Modify: To modify the configuration for an entry, use [<] to choose
Modify, then press [Return]. If you are then prompted for the number
of a listed entry, type the number of the entry to delete and press [Return]
again. Then follow the prompts to modify the desired parameters.
Browse: To view the current settings for an entry without changing
them, use [<] to choose Browse. If you are then prompted for the
number of a listed entry, type the number of the entry to delete and
press [Return] again.
4-13
How To Use the Configuration Editor
How To Operate the Configuration Editor
Entering or Changing Parameter Values in
Configuration Screens
Throughout the configuration screens, there are ‘‘type-in’’ and ‘‘select an
option’’ parameter data fields. For example:
Circuit Name : ETHER1______
This is a ‘‘type-in’’ field in which you provide a value. Type-In fields
are always underlined. Fill in a blank underlined field or type over
the existing entry. Any underlines you see at the end of existing text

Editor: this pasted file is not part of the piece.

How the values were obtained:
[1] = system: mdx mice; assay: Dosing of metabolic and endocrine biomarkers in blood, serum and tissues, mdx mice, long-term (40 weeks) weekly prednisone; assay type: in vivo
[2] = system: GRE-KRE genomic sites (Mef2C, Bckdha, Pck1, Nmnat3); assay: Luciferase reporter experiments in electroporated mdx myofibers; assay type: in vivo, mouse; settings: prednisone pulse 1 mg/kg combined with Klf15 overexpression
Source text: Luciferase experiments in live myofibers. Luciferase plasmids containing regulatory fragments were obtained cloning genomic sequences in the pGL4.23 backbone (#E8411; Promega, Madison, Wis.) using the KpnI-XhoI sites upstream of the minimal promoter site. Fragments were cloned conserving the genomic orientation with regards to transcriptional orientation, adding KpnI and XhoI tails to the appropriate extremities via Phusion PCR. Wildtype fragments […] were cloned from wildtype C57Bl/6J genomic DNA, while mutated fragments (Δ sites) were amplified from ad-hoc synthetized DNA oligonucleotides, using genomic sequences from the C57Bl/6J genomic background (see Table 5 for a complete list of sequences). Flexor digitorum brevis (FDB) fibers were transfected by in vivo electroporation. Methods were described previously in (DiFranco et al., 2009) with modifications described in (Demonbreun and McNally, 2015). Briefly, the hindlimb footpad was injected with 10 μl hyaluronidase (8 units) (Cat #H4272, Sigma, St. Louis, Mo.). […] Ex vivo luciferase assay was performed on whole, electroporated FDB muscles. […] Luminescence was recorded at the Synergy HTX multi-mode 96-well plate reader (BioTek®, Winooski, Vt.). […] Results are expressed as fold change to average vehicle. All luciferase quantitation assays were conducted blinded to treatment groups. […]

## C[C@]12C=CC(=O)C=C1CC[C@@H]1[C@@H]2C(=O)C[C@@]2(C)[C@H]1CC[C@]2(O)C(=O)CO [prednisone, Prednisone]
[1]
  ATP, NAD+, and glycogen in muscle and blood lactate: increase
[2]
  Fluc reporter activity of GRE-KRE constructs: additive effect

indicate how long the entry may be. To correct a mistake, use the
backspace key (not the [Delete] key) to reposition the cursor, and then
retype. When you finish typing an entry, press [Return] to terminate it
and move on to the next field or option. Notice that if you are typing
over one entry with another, shorter entry, you should not try to
delete the extra characters; just press [Return] after typing the last valid
character in the string. Any characters remaining from the old string
will be truncated. For example, if you were to replace an internet
address of 100.100.100.10 in the IP Network Interface Definitions
screen with another address of 10.10.10.1, you would just type the
second address over the first and press [Enter]. (The remaining ‘‘0.10’’
from the first address would be truncated when you pressed [Enter].)
Original Address String:
After New Entry Typed:
After You Press [Return]:
100.100.100.10_
10.10.10.10.10_
10.10.10.1
(‘‘0.10’’ is excess)
([Return] truncates the excess)
Cursor position after new entry
Auto Enable : Yes
This is a ‘‘Select an Option’’ field, which always displays a current
setting that is one of a number of preprogrammed options. Use the
[>] or [<] key to move through the supplied options. When the option
you choose is displayed, press [Return] to enter it. This also moves the
cursor to the next menu, screen, or prompt.
4-14
How To Use the Configuration Editor